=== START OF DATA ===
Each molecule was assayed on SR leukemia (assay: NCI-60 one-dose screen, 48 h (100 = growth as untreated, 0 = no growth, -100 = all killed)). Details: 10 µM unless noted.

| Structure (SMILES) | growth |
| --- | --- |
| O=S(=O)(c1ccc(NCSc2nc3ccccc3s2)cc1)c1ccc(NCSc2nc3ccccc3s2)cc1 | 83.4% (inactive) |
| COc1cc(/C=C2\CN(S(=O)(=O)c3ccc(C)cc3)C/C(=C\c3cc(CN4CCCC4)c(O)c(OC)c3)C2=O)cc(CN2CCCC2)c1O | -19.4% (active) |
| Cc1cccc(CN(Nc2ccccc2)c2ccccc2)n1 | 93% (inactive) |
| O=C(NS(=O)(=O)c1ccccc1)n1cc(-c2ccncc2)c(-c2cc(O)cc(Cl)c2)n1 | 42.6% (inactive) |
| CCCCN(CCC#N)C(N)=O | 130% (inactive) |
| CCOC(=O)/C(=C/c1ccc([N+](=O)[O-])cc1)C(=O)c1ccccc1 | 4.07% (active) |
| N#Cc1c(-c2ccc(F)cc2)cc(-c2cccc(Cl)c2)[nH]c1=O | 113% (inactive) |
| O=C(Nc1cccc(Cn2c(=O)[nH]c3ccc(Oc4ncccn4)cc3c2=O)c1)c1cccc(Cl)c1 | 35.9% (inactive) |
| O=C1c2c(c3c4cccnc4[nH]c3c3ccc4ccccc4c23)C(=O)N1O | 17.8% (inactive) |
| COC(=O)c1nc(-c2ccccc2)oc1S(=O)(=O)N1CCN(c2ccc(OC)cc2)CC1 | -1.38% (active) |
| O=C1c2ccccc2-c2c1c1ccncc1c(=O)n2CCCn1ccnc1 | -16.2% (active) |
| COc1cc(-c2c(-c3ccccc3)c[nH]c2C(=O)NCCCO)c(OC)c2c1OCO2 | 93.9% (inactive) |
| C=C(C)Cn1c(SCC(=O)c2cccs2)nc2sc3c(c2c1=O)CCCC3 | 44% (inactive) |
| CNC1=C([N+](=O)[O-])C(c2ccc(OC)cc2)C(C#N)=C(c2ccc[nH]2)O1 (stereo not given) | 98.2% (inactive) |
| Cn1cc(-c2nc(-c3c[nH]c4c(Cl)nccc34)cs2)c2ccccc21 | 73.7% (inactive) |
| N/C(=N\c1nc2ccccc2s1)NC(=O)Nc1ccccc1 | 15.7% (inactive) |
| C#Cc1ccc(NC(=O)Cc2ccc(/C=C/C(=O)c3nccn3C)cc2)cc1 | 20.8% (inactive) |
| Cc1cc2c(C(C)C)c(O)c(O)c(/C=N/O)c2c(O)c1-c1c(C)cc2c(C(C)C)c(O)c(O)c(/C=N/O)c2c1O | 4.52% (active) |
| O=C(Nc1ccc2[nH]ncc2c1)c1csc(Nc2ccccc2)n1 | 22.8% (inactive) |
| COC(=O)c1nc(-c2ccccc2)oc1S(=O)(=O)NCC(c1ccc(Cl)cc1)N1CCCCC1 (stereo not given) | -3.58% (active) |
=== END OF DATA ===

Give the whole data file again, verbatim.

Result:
Each molecule was assayed on SR leukemia (assay: NCI-60 one-dose screen, 48 h (100 = growth as untreated, 0 = no growth, -100 = all killed)). Details: 10 µM unless noted.

| Structure (SMILES) | growth |
| --- | --- |
| O=S(=O)(c1ccc(NCSc2nc3ccccc3s2)cc1)c1ccc(NCSc2nc3ccccc3s2)cc1 | 83.4% (inactive) |
| COc1cc(/C=C2\CN(S(=O)(=O)c3ccc(C)cc3)C/C(=C\c3cc(CN4CCCC4)c(O)c(OC)c3)C2=O)cc(CN2CCCC2)c1O | -19.4% (active) |
| Cc1cccc(CN(Nc2ccccc2)c2ccccc2)n1 | 93% (inactive) |
| O=C(NS(=O)(=O)c1ccccc1)n1cc(-c2ccncc2)c(-c2cc(O)cc(Cl)c2)n1 | 42.6% (inactive) |
| CCCCN(CCC#N)C(N)=O | 130% (inactive) |
| CCOC(=O)/C(=C/c1ccc([N+](=O)[O-])cc1)C(=O)c1ccccc1 | 4.07% (active) |
| N#Cc1c(-c2ccc(F)cc2)cc(-c2cccc(Cl)c2)[nH]c1=O | 113% (inactive) |
| O=C(Nc1cccc(Cn2c(=O)[nH]c3ccc(Oc4ncccn4)cc3c2=O)c1)c1cccc(Cl)c1 | 35.9% (inactive) |
| O=C1c2c(c3c4cccnc4[nH]c3c3ccc4ccccc4c23)C(=O)N1O | 17.8% (inactive) |
| COC(=O)c1nc(-c2ccccc2)oc1S(=O)(=O)N1CCN(c2ccc(OC)cc2)CC1 | -1.38% (active) |
| O=C1c2ccccc2-c2c1c1ccncc1c(=O)n2CCCn1ccnc1 | -16.2% (active) |
| COc1cc(-c2c(-c3ccccc3)c[nH]c2C(=O)NCCCO)c(OC)c2c1OCO2 | 93.9% (inactive) |
| C=C(C)Cn1c(SCC(=O)c2cccs2)nc2sc3c(c2c1=O)CCCC3 | 44% (inactive) |
| CNC1=C([N+](=O)[O-])C(c2ccc(OC)cc2)C(C#N)=C(c2ccc[nH]2)O1 (stereo not given) | 98.2% (inactive) |
| Cn1cc(-c2nc(-c3c[nH]c4c(Cl)nccc34)cs2)c2ccccc21 | 73.7% (inactive) |
| N/C(=N\c1nc2ccccc2s1)NC(=O)Nc1ccccc1 | 15.7% (inactive) |
| C#Cc1ccc(NC(=O)Cc2ccc(/C=C/C(=O)c3nccn3C)cc2)cc1 | 20.8% (inactive) |
| Cc1cc2c(C(C)C)c(O)c(O)c(/C=N/O)c2c(O)c1-c1c(C)cc2c(C(C)C)c(O)c(O)c(/C=N/O)c2c1O | 4.52% (active) |
| O=C(Nc1ccc2[nH]ncc2c1)c1csc(Nc2ccccc2)n1 | 22.8% (inactive) |
| COC(=O)c1nc(-c2ccccc2)oc1S(=O)(=O)NCC(c1ccc(Cl)cc1)N1CCCCC1 (stereo not given) | -3.58% (active) |